like getting 15 yards for encroachment and only 5 for unecessary roughness
A recent AP article by Rachel Cohen compares the sentences of National Football League players Plaxico Burress, Donte' Stallworth and Michael Vick.
Burress, the one-time Super Bowl star, accepted a plea bargain Thursday with a two-year prison sentence for accidentally shooting himself in the thigh at a Manhattan nightclub. The former New York Giants wide receiver pleaded guilty to one count of attempted criminal possession of a weapon... Stallworth, the Cleveland Browns receiver, served 30 days in jail for running over and killing a man while driving drunk. Vick, the former Atlanta Falcons star quarterback who recently signed with the Philadelphia Eagles, served 18 months in prison for torturing animals and running a dogfighting ring for years.Although people tend to rank the seriousness of crimes in roughly the same order, I'd wager that there is a higher-than-usual standard deviation around citizens' preferred sentence lengths for these three offenses. Felony DUI manslaughter has been very lightly punished in the United States relative to, say, Sweden; folks disagree on whether animal cruelty and gambling conspiracy should be felonies or misdemeanors; and, Mr. Burress actually pled out to "attempted weapons possession in the second degree." It is hard to say whether such a crime merits two years of hard time, though I generally favor vigorous enforcement of weapons offenses.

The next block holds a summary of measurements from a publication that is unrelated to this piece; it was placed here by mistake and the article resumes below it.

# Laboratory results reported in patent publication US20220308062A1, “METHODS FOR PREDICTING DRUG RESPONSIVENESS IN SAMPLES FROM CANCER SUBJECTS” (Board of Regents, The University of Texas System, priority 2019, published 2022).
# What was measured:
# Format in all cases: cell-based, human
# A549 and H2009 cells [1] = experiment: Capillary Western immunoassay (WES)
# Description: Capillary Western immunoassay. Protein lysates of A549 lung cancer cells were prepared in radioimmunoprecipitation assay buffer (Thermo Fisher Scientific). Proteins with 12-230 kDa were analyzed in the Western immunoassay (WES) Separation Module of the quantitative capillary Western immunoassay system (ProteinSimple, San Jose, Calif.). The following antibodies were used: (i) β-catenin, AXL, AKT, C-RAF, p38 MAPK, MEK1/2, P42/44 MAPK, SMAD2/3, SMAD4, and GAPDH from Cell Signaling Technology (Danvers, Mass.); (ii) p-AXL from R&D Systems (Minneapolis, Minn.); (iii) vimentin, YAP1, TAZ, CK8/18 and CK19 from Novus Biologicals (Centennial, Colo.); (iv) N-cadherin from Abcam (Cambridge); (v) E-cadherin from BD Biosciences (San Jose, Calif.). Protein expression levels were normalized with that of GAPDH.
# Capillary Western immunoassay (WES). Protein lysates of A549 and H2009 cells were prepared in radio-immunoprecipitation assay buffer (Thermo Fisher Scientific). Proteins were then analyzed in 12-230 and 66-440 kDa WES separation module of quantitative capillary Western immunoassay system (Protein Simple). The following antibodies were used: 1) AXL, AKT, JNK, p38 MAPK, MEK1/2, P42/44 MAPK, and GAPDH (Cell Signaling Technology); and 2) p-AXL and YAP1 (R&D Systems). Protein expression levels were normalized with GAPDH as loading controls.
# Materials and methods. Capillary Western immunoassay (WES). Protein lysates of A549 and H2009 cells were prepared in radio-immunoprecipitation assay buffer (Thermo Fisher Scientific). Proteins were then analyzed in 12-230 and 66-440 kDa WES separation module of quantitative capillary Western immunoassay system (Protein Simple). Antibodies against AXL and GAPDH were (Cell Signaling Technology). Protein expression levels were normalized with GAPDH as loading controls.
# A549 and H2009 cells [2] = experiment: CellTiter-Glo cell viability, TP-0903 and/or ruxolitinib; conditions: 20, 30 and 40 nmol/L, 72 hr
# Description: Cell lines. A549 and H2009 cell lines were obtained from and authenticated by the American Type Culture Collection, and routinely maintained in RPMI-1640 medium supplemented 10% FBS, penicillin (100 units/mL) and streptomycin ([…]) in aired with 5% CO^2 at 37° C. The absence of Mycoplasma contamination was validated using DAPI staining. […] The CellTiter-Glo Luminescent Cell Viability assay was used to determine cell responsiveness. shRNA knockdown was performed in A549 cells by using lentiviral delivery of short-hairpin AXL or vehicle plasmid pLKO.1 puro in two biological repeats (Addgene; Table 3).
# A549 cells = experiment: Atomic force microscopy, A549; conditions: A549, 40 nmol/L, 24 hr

On average, one can't say for sure whether star athletes generally get lighter (ala Stallworth) or heavier (ala Burress) sentences, but ol' Ray Lewis seems to be rolling along just fine. The real punishment, of course, will be meted out by NFL commissioner Roger Goodell. The Commish can simply toss a handful of grass into the air, check which way the wind is blowing, and determine whether Messrs. Burress, Vick, and Stallworth will be NFL princes or bounced-from-the-league paupers.